Newborn Hearing Screenings
Because of the need for prompt identification of and intervention for childhood hearing loss, universal newborn hearing screening programs currently operate in all U.S. states and most U.S. territories. With help from the federal government, every state has established an Early Hearing Detection and Intervention program. As a result, more than 96 percent of babies have their hearing screened within 1 month of birth.
Why is it important to have my baby’s hearing screened early?
The most important time for a child to learn language is in the first 3 years of life, when the brain is developing and maturing. In fact, children begin learning speech and language in the first 6 months of life. Research suggests that children with hearing loss who get help early develop better language skills than those who don’t.
When will my baby’s hearing be screened?
Your baby’s hearing should be screened before he or she leaves the hospital or birthing center. If your baby’s hearing was not tested within the first month of life, or if you haven’t been told the results of the hearing screening, ask your child’s doctor today. Quick action will be important if the screening shows a possible problem.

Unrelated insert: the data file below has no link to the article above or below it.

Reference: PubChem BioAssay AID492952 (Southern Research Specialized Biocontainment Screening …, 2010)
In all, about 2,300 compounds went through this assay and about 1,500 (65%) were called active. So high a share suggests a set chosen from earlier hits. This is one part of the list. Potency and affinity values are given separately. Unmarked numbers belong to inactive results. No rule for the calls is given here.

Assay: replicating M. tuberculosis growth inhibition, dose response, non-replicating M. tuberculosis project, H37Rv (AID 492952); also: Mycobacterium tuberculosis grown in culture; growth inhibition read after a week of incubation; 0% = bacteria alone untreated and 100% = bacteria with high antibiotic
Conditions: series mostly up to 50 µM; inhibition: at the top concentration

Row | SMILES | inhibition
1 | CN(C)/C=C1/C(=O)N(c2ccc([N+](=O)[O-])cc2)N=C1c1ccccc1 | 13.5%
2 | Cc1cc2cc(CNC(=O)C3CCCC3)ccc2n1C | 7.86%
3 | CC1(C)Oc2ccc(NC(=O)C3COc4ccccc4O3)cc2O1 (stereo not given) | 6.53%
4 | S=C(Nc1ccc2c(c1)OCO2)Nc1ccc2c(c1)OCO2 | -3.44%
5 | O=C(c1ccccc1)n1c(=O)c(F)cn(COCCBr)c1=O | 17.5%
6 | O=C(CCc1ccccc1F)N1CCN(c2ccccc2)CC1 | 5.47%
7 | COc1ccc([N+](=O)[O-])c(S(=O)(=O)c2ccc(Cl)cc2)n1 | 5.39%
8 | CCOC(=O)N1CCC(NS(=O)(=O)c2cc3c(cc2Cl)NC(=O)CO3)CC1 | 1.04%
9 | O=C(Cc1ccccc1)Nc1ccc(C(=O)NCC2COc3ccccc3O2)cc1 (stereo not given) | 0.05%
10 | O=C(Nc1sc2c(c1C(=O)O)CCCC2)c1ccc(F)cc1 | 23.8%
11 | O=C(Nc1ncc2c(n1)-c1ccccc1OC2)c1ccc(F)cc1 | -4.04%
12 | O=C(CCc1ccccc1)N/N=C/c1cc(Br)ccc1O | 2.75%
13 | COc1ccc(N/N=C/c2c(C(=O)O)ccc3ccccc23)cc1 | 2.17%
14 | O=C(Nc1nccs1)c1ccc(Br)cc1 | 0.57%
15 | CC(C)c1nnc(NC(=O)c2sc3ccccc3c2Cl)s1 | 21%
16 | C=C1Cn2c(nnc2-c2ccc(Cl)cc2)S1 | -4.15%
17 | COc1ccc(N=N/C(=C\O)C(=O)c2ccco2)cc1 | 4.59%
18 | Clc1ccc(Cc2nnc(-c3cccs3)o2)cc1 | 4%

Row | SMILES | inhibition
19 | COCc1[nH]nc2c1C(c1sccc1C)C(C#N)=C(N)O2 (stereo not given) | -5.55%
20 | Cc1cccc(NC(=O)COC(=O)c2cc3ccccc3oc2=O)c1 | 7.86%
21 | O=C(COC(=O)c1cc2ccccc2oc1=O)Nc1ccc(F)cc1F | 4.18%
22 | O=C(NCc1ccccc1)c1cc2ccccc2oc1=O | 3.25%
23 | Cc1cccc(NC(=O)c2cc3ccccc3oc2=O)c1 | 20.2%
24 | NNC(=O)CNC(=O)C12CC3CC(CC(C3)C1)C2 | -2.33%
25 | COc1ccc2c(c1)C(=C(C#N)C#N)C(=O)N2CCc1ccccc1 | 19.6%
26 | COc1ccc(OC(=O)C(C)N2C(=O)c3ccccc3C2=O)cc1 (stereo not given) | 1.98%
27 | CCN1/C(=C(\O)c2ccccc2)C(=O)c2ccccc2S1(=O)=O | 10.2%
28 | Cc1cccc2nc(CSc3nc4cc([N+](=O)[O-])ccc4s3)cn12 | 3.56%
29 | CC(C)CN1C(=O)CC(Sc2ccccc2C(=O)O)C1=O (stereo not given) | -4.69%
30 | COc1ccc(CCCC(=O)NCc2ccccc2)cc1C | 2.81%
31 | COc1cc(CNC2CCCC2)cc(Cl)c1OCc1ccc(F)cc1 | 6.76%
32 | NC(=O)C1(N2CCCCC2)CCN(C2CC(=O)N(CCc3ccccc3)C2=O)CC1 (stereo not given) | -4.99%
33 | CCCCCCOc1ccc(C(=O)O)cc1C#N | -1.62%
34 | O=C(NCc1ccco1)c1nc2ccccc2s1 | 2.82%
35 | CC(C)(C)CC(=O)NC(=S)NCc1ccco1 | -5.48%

How will my baby’s hearing be screened?
A newborn undergoes a hearing screening. Your baby can rest or sleep during both tests.
Otoacoustic emissions (OAE) test whether some parts of the ear respond to sound. During this test, a soft earphone is inserted into your baby’s ear canal. It plays sounds and measures an “echo” response that occurs in ears with normal hearing. If there is no echo, your baby might have hearing loss.
This information is from the NIH Publication No. 11–4968.